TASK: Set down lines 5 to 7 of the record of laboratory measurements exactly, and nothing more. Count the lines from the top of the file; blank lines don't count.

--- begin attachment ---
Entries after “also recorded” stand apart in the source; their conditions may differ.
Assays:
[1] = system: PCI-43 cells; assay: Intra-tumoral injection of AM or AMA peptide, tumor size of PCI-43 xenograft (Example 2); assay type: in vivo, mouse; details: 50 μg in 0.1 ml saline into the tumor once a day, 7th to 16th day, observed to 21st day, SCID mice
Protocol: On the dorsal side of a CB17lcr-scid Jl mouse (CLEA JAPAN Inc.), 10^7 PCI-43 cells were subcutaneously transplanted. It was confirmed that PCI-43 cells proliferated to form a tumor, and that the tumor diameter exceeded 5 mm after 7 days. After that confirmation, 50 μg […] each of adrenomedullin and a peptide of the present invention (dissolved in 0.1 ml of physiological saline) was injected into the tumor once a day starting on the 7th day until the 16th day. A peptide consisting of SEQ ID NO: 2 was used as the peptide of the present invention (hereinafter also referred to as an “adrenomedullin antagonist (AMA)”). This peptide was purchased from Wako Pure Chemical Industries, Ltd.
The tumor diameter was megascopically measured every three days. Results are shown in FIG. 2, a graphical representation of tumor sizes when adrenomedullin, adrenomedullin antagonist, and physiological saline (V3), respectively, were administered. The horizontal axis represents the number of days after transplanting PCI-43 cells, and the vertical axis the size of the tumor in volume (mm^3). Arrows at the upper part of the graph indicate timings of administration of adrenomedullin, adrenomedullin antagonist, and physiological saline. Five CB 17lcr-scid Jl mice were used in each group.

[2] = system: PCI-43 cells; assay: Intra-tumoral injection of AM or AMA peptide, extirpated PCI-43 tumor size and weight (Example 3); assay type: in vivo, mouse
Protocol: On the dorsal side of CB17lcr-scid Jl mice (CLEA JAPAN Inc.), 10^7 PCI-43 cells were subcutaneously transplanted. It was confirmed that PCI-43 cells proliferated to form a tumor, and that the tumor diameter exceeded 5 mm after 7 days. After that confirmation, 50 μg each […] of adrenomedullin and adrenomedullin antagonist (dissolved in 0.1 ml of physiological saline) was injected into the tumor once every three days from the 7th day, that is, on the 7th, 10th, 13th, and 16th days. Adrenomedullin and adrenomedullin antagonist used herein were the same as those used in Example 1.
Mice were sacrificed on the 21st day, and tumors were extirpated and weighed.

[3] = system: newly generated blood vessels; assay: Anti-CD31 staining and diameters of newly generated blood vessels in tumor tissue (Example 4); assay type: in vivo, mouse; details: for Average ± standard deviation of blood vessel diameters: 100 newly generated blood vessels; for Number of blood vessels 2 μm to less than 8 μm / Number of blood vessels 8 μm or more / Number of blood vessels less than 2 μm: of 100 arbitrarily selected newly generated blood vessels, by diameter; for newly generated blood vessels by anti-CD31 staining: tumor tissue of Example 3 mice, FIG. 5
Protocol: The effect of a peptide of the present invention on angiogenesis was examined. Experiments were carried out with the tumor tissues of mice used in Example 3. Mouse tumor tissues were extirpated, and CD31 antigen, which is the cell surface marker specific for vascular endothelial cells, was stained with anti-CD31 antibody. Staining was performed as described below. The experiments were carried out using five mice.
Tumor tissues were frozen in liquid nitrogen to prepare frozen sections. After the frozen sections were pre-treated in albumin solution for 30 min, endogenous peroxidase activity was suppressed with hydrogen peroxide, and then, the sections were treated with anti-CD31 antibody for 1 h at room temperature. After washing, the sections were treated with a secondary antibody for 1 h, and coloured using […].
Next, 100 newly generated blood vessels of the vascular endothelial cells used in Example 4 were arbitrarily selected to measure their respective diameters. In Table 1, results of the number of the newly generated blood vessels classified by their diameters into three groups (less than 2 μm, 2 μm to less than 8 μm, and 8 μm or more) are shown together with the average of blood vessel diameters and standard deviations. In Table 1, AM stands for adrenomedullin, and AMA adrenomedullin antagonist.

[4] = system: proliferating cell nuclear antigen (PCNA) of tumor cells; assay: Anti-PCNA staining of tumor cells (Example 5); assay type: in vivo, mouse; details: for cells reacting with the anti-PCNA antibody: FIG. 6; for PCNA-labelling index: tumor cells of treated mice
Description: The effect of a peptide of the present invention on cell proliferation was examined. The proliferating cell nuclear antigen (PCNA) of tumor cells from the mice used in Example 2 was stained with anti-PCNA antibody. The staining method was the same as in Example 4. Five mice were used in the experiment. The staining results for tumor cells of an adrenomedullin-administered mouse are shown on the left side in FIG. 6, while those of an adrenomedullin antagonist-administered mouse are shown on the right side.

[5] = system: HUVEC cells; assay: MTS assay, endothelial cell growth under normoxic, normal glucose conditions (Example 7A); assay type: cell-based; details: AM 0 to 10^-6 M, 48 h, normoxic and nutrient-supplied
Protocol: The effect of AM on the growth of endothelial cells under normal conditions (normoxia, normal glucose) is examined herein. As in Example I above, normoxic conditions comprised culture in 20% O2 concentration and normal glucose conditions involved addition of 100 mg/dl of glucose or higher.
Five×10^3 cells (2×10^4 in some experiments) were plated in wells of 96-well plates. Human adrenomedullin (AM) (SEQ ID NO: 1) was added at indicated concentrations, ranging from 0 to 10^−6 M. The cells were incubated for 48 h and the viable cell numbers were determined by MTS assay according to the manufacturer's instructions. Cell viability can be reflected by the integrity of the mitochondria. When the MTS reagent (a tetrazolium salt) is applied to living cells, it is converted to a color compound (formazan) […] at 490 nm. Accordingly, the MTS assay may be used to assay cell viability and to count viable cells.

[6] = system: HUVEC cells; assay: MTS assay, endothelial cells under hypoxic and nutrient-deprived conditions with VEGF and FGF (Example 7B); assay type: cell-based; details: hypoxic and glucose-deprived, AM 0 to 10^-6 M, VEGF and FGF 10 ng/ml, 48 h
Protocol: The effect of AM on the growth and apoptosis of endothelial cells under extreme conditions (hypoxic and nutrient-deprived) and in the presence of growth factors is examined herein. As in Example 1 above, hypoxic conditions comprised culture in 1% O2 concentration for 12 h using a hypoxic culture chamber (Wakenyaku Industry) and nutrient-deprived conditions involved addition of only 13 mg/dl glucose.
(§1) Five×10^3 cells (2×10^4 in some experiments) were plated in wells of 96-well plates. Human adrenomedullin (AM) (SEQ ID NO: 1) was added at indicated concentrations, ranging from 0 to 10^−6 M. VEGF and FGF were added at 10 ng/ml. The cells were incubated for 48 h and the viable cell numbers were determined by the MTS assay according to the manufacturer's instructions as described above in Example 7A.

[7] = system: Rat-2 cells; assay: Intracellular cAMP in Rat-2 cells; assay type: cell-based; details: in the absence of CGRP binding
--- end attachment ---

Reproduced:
The tumor diameter was megascopically measured every three days. Results are shown in FIG. 2, a graphical representation of tumor sizes when adrenomedullin, adrenomedullin antagonist, and physiological saline (V3), respectively, were administered. The horizontal axis represents the number of days after transplanting PCI-43 cells, and the vertical axis the size of the tumor in volume (mm^3). Arrows at the upper part of the graph indicate timings of administration of adrenomedullin, adrenomedullin antagonist, and physiological saline. Five CB 17lcr-scid Jl mice were used in each group.

[2] = system: PCI-43 cells; assay: Intra-tumoral injection of AM or AMA peptide, extirpated PCI-43 tumor size and weight (Example 3); assay type: in vivo, mouse
Protocol: On the dorsal side of CB17lcr-scid Jl mice (CLEA JAPAN Inc.), 10^7 PCI-43 cells were subcutaneously transplanted. It was confirmed that PCI-43 cells proliferated to form a tumor, and that the tumor diameter exceeded 5 mm after 7 days. After that confirmation, 50 μg each […] of adrenomedullin and adrenomedullin antagonist (dissolved in 0.1 ml of physiological saline) was injected into the tumor once every three days from the 7th day, that is, on the 7th, 10th, 13th, and 16th days. Adrenomedullin and adrenomedullin antagonist used herein were the same as those used in Example 1.